If you’ve read my Kalbi post, you’ll know I have trouble passing up short ribs when on sale, and so begins our story. When I passed the ribs in my local Lucky’s, I knew I was going to buy them, but wasn’t sure what I was going to do with them. Kalbi again? The old standard mirepoix and red wine braise? While both rank right up near the top of my “foods I could eat every damn day for the rest of my life” list, I’d been feeling like something spicy and greasy for a few days, and the Old Mandarin Islamic “Extremely Hot Pepper” dish did not satisfy me as it was inedibly hot (that said, the cumin lamb is amazing, but trust me, take a pass on the extremely hot pepper).
As I podered what I should make, Stephanie pointed out to me that the most recent issue of Bon Appetit actually included Danny Bowien’s Mapo Tofu recipe. While the recipe called for pork, it’s fairly common for Mapo to include beef as well, and with the cook time suggested, it seemed like short ribs would be a great fit.
A week passed. Then another. I was still eating mapo tofu. While the recipe says 8 – 10 servings, if you make it with 5 lbs of short ribs as I did, it’s going to last quite a while so I suggest freezing at least part of the recipe once complete. It’s pretty intense, and as I learned from experience, not something you really want to eat every day for dinner.
That said, a couple notes on the recipe. First off, if you’re using short ribs, don’t butterfly them. I did, mostly because I enjoy knife work, but in retrospect I think I should have left more fat on, and left them intact as the butterflied version was not as tender as I might have liked. Second, sichuan pepper oil is hard to find, and expensive (relatively), however it is far better than trying to make it at home. Many recipes recommend toasting sichuan peppercorns over low heat before cooling, grinding, and adding hot peanut or canola oil in a 1:4 peppercorn to oil ratio. Unfortunately I tried several times, but the results were nowhere near as potent as the store-bought stuff.
If you like the spicy, numbing musk of sichuan cuisine, give this recipe a shot. It’s flavors are certainly unique, though with 1/4 cup of arbol chiles and 3/4 cup thai chiles, as you might imagine, it’s not for the spice averse.
Mission Chinese Mapo Dofu with Short Ribs
1/4 cup dried Tianjin or Arbol Chiles
1Tbs black peppercorns
1 Tbs cumin seeds
1 Tbs Sichuan peppercorns
2 green cardamom pods
2 whole cloves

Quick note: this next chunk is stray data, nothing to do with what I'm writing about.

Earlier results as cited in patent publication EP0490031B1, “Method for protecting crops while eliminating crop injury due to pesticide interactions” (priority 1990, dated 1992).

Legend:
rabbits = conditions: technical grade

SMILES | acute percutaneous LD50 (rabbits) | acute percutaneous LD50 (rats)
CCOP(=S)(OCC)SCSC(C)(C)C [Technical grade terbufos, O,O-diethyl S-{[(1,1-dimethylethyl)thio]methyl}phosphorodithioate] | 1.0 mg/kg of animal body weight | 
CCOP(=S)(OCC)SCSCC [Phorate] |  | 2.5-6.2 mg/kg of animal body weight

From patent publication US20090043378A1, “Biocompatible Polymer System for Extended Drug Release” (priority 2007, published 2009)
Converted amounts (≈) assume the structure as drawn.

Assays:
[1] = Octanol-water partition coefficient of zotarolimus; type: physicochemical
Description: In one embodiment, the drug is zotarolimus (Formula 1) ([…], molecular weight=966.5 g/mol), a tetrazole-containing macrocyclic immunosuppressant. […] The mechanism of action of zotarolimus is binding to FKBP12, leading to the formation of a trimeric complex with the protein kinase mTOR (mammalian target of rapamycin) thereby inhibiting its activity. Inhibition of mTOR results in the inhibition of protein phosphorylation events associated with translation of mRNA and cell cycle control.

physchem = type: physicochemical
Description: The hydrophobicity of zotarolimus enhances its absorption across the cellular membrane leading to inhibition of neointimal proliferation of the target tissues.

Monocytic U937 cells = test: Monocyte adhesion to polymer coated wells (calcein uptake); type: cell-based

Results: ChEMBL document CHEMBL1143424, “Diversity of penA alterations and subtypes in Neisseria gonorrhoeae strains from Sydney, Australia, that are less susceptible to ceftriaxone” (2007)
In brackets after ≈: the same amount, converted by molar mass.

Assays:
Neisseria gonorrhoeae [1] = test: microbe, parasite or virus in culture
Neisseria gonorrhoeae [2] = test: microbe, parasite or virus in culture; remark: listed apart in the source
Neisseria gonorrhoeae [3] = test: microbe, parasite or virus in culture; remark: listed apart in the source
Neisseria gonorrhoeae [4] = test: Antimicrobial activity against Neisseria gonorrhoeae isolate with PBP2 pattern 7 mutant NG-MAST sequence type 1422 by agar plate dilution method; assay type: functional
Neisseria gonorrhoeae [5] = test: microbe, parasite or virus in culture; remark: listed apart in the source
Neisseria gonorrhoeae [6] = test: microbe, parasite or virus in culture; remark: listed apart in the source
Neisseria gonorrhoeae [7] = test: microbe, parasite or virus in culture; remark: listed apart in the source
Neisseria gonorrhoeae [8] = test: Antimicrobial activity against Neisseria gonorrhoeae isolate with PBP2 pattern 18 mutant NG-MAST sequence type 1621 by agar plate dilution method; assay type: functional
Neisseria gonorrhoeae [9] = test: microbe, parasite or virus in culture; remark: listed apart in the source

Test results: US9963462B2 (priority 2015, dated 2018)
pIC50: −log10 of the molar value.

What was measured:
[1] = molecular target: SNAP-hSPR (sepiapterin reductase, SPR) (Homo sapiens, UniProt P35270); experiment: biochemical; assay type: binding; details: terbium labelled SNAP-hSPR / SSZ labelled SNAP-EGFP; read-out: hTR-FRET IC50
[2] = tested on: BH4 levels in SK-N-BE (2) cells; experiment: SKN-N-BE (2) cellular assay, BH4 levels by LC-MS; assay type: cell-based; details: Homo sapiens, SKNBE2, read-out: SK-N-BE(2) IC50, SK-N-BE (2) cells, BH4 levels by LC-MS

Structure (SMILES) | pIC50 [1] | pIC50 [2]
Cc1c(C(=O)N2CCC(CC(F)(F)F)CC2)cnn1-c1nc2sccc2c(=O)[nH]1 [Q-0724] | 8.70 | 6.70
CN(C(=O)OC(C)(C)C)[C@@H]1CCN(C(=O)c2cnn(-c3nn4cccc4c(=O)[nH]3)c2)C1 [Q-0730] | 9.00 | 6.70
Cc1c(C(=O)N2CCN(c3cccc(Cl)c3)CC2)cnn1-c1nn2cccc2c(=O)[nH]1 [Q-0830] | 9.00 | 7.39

1 bay leaf
1/4 cinnamon stick
1Tbs kosher salt
1 Tbs sugar
Stir first 8 ingredients in a large dry skillet over medium heat until fragrant (about 4 – 5 minutes). Let cool and discard bay leaf. Finely grind remaining toasted spices in a spice mill. Stir in salt and sugar and reserve. (Can be done up to 1 month in advance)
2 Tbs plus 1/4 cup chili oil
1/2 cup tomato paste
1 qt low salt chicken broth
1 qt dry white wine
2/3 cup fish sauce
1/2 cup fermented black beans drained and rinsed
1/2 cup pepper oil*
Heat 2 Tbs chili oil in a dutch oven over medium high. Add tomato paste and continue to stir until mixture becomes brick red, about 5 – 6 minutes. Add broth and next 4 ingredients and continue to stir making sure to get all the fond. Stir in the ribs and chill over night.
*Pepper oil here is Sichuan pepper oil which can be made at home, but is far more difficult than internet tutorials would have you believe. Buy some of the real stuff if you can find it and you’ll realize just how numbing it should be. I tried several times with no success to create my own following various recipes which were typically 1Tbs sichuan pepper corns, roasted, ground, and simmered in peanut or canola oil.
4 – 5 lbs shortribs*
*The original recipe from Bon Appetit calls for 2 lbs boneless pork shoulder cut into 1″ cubes if you’d prefer to go down that rout
1/4 cup (packed) fresh cilantro leaves with tender stems plus more for garnish
3/4 cup red thai chilis (I was only able to get green and they worked just fine)
1/2 cup chopped garlic
1/2 cup chopped onion
1/2 cup grated peeled ginger (from 2 4″ x 1″ pieces)
1 8″ x 4″ piece of konbu
2 lb. soft (silken) tofu cut into 1″ cubes
Scallions sliced thinly on the diagonal
Add 1/4 cup cilantro and next 5 ingredients to food processor and finely chop. Add add chili mixture and spice blend to dutch oven with ribs. Bring to a boil over high heat, stirring to disolve. Add konbu, cover and reduce heat to medium-low and braise until ribs are tender. This will vary on how you chose to process the ribs. If you’ve butterflied as I did, it will be about an hour. If you leave them whole, give them 2.5 – 3.
Uncover pot and continue to cook, stirring occasionally, until liquid is reduced by half, about 1 hour longer. Remove from heat and allow to cool slightly. Chill uncovered until cold. Cover and keep chilled until ready to rewarm and eat. Can be done up to 2 days ahead.
Bring a pot of heavily salted water to a boil. Poach tofu for 3 – 5 minutes before removing to a paper towel lined plate. A spatula or slotted spoon works well here. Pat dry, slice into 1″ cubes if you like (I tend to go rustic and just throw the block in opting to break up with the side of a spoon) before adding to pot with rib mixture. Simmer for 10 minutes or until warm. Garnish with scallions, chopped cilantro, and chili oil (I found the chili oil to be completely unnecessary).